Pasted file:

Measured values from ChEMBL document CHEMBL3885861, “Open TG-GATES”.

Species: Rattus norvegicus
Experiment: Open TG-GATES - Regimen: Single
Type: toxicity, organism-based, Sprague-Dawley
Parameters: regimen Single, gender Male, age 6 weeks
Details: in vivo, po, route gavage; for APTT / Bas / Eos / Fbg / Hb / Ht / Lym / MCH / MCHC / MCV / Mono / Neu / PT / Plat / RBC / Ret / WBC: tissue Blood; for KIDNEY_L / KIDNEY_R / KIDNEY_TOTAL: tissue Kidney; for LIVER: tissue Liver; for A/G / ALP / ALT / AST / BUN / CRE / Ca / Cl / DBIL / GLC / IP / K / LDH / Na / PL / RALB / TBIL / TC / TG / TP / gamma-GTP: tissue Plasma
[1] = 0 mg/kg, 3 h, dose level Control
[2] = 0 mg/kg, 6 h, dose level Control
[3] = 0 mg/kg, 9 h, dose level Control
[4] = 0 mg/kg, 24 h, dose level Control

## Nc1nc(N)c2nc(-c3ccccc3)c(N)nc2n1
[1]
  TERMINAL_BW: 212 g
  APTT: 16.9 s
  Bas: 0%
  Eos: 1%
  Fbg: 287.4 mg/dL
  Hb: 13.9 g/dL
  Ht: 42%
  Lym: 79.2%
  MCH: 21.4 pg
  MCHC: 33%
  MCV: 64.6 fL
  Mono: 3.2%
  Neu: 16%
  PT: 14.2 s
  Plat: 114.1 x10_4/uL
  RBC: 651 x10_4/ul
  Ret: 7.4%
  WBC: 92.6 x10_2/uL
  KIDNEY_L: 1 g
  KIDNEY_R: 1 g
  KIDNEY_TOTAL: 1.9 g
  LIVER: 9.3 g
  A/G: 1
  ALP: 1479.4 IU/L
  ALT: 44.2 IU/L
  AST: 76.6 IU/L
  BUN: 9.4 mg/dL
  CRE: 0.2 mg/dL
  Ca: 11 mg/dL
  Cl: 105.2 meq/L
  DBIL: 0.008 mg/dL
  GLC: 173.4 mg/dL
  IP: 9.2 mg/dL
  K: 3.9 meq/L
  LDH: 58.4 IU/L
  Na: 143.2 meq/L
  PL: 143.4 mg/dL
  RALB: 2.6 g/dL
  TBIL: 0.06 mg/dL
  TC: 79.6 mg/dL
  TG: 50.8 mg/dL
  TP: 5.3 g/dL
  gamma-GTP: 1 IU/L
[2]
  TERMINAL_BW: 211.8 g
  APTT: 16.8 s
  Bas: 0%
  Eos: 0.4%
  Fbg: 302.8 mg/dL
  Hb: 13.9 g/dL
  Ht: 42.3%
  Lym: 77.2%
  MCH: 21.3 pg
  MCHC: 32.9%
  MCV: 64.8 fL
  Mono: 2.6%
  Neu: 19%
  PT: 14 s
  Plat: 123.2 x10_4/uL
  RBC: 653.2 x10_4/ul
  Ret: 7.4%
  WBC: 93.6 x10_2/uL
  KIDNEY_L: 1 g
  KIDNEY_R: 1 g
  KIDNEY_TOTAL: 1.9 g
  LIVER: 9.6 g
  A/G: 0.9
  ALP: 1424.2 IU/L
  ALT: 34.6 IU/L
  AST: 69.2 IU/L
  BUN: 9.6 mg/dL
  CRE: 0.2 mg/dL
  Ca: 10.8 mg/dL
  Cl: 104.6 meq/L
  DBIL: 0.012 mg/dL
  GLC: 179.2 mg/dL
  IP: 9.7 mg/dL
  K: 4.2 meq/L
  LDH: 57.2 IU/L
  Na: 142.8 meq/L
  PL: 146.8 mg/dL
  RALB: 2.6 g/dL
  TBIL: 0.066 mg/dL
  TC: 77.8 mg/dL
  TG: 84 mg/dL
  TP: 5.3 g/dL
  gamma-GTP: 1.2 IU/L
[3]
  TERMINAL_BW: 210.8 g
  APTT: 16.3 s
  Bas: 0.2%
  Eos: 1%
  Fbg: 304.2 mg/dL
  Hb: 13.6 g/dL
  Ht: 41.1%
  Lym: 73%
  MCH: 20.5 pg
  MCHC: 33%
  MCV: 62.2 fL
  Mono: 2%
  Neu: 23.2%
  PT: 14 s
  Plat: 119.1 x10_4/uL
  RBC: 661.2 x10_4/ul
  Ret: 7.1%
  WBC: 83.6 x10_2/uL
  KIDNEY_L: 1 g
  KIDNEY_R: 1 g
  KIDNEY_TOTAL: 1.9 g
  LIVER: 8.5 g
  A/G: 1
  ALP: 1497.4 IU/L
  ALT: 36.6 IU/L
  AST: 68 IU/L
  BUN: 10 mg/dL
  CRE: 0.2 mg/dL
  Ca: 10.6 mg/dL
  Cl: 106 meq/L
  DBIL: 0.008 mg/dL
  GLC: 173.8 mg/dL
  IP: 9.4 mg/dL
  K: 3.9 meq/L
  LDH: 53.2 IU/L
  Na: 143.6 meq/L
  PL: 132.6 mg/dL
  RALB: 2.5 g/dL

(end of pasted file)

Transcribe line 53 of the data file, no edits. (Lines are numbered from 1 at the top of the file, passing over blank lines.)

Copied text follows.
  TG: 50.8 mg/dL